40. 40. The members of the COI recognize that a hierarchy is one of the most effective techniques for organizing the terms – single words and phrases – that are commonly used to identify concepts of interest. These hierarchies in general go from more general concepts to more specific ones. The terminology most often associated with these hierarchies is “taxonomy”. This term can be understood loosely in the sense above or in a stricter, more mathematical sense. In this document the looser sense is used. Similarly the word “term” will be used synonymously below with less precise word “topic”. The COIs may be totally within the government, in which case the selection of terms is at the discretion of the program managers. Many COIs, however, interact with other non- federal government organizations or with non-governmental bodies. In such cases there are often externally developed taxonomies. Common terms that reflect such taxonomies should be used to establish a Data Context to increasing data sharing potential. 4.4. Data Context Section of the DRM Abstract Model The Data Context section of the DRM abstract model is shown in Figure 4-1. It depicts the concepts that comprise the Data Context standardization area and the relationships between them. Concepts are expressed as boxes, while relationships are expressed as arrows. 36
  41. 41. Figure 4-1 Data Context Section of the DRM Abstract Model 37
  42. 42. The following are definitions for each of the concepts and relationships within the figure shown above. Conventions used are: • Only “outbound” relationships are listed (i.e. those that originate from the concept); • The concepts are presented in an order that will ensure the best possible understanding, and specific examples are provided where appropriate; • Though cardinality is not expressed in the figure, the descriptions below may include cardinality (e.g. “one or more”) for purposes of clarity; • Concept names will be capitalized as in the figure itself (e.g. “Data Asset”), while relationship names will be expressed in italics, and without any hyphens that may appear in the relationship name in the figure (e.g. “provides management context for”). This is done so that the definitions below can take on as narrative a tone as possible. The reader should therefore be able to easily visually navigate through the figure as they read the definitions below. • Each concept will be referred to in a quantity of one (e.g. “A Topic categorizes a Data Asset”) for purposes of simplicity as the figure does not depict cardinality. However, implementations based on the DRM will introduce cardinality as needed according to their requirements. • In some cases, concepts that are part of another standardization area are included in definitions and examples below. These concepts will not be described further in this chapter; the reader should reference the pertinent chapter for definitions and examples for those concepts. Taxonomy: A collection of controlled vocabulary terms organized into a hierarchical structure. Taxonomies provide a means for categorizing or classifying information within a reasonably well-defined associative structure, in which each term in a Taxonomy is in one or more parent/child (broader/narrower) relationships to other terms in the Taxonomy. A common example of a Taxonomy is the hierarchical structure used to classify living things within the biological sciences from Carols Linnaeus, as shown in Figure 4-2: 38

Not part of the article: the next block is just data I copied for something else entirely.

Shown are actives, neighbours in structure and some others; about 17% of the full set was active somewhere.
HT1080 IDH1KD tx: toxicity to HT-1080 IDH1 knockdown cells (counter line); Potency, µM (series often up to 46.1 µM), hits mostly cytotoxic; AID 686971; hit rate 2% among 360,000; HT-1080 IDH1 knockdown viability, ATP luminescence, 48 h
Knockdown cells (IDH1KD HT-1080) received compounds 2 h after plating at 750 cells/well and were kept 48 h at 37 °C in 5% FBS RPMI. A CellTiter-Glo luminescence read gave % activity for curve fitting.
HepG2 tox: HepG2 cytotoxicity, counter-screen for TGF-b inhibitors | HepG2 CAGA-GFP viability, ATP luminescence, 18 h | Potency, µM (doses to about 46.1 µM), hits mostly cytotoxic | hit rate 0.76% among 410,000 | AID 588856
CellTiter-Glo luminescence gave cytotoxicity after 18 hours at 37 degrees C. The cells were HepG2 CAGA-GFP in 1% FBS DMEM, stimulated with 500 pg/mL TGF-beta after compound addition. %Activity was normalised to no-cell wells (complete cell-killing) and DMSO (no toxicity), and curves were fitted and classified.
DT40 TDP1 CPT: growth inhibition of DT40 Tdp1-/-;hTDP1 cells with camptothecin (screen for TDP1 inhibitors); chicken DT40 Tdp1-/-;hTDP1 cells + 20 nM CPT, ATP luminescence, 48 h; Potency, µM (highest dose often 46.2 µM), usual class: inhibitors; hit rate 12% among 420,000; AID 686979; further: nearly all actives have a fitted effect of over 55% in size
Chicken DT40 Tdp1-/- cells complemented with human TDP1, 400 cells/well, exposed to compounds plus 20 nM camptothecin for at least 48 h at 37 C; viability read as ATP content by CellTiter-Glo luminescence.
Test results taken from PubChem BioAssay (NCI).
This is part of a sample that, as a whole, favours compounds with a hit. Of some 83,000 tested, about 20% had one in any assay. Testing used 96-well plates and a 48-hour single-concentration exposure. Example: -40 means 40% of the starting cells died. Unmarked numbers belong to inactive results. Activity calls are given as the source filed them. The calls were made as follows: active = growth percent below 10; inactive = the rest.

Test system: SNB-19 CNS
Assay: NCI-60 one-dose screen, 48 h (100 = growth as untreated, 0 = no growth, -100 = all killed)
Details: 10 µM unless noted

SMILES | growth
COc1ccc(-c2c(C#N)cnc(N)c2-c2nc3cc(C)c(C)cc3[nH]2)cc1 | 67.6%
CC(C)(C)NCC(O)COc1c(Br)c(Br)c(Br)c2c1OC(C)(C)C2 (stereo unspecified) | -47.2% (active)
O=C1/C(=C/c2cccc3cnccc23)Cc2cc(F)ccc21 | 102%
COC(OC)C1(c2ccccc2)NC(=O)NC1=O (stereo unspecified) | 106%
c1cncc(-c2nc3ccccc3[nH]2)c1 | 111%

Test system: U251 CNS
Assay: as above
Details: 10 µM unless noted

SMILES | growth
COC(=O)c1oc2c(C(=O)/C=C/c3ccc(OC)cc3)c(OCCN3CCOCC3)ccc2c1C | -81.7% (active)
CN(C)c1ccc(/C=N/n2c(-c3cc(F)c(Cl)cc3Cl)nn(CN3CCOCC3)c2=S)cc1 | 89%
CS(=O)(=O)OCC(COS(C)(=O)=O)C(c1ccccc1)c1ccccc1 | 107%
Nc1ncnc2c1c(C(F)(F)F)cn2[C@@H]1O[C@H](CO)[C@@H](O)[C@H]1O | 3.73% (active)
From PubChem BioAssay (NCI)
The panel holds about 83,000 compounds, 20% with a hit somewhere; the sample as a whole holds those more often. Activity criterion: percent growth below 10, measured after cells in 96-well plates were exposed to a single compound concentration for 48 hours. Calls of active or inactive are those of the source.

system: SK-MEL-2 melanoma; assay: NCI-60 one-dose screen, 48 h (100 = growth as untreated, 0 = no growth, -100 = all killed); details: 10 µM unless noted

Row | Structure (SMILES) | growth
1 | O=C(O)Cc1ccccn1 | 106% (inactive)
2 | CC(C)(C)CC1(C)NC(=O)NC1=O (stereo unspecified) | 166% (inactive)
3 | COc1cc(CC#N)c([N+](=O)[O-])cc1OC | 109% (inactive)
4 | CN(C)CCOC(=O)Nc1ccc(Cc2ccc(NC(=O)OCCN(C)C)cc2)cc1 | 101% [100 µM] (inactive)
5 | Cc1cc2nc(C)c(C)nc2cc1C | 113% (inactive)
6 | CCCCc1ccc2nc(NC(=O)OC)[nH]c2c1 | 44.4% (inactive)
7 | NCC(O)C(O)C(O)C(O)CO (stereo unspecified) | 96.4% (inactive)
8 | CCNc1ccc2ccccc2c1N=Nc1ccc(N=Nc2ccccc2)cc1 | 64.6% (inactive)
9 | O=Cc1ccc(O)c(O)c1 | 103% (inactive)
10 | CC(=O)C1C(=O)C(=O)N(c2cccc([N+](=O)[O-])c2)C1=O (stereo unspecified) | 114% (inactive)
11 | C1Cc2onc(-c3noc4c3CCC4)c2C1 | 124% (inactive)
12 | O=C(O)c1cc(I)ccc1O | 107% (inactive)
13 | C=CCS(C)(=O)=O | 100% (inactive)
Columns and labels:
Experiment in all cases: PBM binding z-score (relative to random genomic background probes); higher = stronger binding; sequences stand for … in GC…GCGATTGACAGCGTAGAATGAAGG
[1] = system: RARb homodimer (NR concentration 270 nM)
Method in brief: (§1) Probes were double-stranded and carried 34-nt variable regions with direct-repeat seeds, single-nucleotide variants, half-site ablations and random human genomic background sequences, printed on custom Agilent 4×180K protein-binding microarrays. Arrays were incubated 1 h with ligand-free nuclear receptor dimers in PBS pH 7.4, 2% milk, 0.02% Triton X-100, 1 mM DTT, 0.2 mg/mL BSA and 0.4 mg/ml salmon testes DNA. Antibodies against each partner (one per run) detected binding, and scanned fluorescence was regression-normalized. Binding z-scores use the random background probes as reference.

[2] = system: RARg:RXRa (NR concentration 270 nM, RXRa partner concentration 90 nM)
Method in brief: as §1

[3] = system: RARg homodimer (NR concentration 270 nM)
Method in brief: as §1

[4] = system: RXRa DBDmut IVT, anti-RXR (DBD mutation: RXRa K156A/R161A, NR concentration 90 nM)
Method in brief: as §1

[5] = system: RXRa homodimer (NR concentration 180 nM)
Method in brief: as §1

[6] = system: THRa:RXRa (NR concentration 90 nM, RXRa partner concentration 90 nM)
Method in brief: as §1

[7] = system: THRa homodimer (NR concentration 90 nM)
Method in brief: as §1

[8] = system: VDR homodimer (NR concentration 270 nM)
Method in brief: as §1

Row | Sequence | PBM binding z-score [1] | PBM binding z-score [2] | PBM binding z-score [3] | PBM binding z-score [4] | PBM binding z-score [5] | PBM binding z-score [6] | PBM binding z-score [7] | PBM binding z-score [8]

43. 43. Category Value for Humans Kingdom Animalia Phylum Chordata Class Mammalia Order Primates Family Hominidae Genus Homo Species Sapiens Figure 4-2 Carols Linnaeus Taxonomy • Relationships: o A Taxonomy contains a Topic o A Taxonomy is represented as a Structured Data Resource16 Example: A taxonomy expressed in W3C Web Ontology Language (OWL) format. Structured Data Resource: See the Data Description chapter. Topic: A category within a Taxonomy. A Topic is the central concept for applying context to data. For example, an agency may have a Taxonomy that represents their organizational structure. In such a Taxonomy, each role in the organizational structure (e.g. CIO) represents a Topic. Topic is often synonymous with “node”. • Relationships: o A Topic categorizes a Data Asset o A Topic may categorize a Digital Data Resource o A Topic may categorize a Query Point o A Topic may categorize an Exchange Package o A Topic participates in a Relationship with another Topic Digital Data Resource: See the Data Description chapter. Query Point: See the Data Sharing chapter. Exchange Package: See the Data Sharing chapter. Relationship: Describes the relationship17 between two Topics. 16 Because a Taxonomy is represented as a Structured Data Resource, and a Data Asset provides management context for a Digital Data Resource, it follows that a Taxonomy may be stored and managed within a Data Asset. 39